Transferring is Also Not Practical Due to Layout of Program Schedule: Even it you are only considering your own needs, and not those of your advisor, if still wouldn't be practical to transfer from one PhD to another. Typically you are going to want to get started on a Thesis or some sort of research project in year 1 of a PhD program, and you would most likely be using data collected via your advisor's lab for that. At the very least, you would be using your program's IRB for data collection, and would probably not be allowed to take that to another program in order to transfer. So you would have to completely start over. In addition, PhD program curricula are not standardized, no two programs are the same even if in the same field. So you would very likely not be able to transfer all credits over either. The most likely outcome, if you absolutely needed to leave your PhD program, would be that you would have to withdraw, and then re-apply to a PhD Program elsewhere as a brand new student. It would look bad on your application to have already withdrawn from one program, so that would work against you. The Professors you're applying to work with in the second round would likely sympathize with your Ex-advisor and think it was unprofessional for you to leave them hanging like that. If you had a really good reason for needing to transfer, and you were ready to tell them exactly why you transferred, then some professors would understand. But given the fact that you already are thinking of transferring ahead of time, entering the program when you are not intending to stay would be deceitful. In addition, if would in most cases work against you when reapplying, so you will most likely not be accepted to a "better" program, even if you get straight A's. If you did get accepted to a program after withdrawing from your first program, they might allow some of your previous PhD's courses to count as credit toward your new PhD requirements, but there is no guarantee.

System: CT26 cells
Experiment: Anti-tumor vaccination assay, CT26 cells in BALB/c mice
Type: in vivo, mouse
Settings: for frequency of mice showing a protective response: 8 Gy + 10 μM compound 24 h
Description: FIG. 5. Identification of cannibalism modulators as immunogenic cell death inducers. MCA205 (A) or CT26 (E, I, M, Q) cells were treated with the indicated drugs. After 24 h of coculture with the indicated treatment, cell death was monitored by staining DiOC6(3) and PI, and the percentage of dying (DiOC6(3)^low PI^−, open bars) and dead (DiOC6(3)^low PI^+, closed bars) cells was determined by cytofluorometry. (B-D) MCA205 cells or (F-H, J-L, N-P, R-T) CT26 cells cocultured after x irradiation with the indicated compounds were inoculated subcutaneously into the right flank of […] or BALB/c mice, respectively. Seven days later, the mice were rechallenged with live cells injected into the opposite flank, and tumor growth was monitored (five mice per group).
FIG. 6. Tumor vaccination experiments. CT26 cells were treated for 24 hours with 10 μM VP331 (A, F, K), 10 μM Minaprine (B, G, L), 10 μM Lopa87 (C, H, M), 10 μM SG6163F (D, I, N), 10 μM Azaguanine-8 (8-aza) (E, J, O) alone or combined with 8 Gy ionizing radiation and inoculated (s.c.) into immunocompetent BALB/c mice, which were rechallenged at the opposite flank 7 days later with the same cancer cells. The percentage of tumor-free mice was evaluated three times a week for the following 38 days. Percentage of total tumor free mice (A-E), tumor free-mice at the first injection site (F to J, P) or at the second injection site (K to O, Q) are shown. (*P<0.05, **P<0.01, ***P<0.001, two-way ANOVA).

PhD Programs Usually Do Not Accept Transfer Students: I have never heard of a PhD program that will accept a transfer student, due to all of the reasons above. So not only is it not practical or advisable to transfer from one PhD Program to another, but it's also most likely not possible. So to answer your question, no, it makes no difference whether you transfer to a PhD program in the same state because state lines mean nothing as far as a PhD, and it is almost unheard of to transfer from one PhD program to another. 


In summary, it is not a good idea to commit to a PhD Program if you are already thinking about transferring out. You are extremely caring for wanting to take care of your significant other, but if it is really causing you to think about transferring before even starting a program, then maybe you should decline the current admissions offer, and take a year off to figure things out with your significant other so that you can both have a more stable home life. There is absolutely nothing wrong with taking some time off to tend to personal matters! In order to succeed in a PhD program, it is best to have balance and stability in place so that you can focus on your studies, since it is going to involve rigorous coursework. If you feel that you need to be in the same location as your significant other, then you should wait a year and reapply around the location you are both residing in, or have your significant other move to the location where your PhD program is. And if your significant other is really struggling with depression, the best thing one can do for someone they care about is to support them, yes, but also urge them to seek treatment and advice from a mental health professional. 

I hope this helps!

Edited by EyelandPychePhD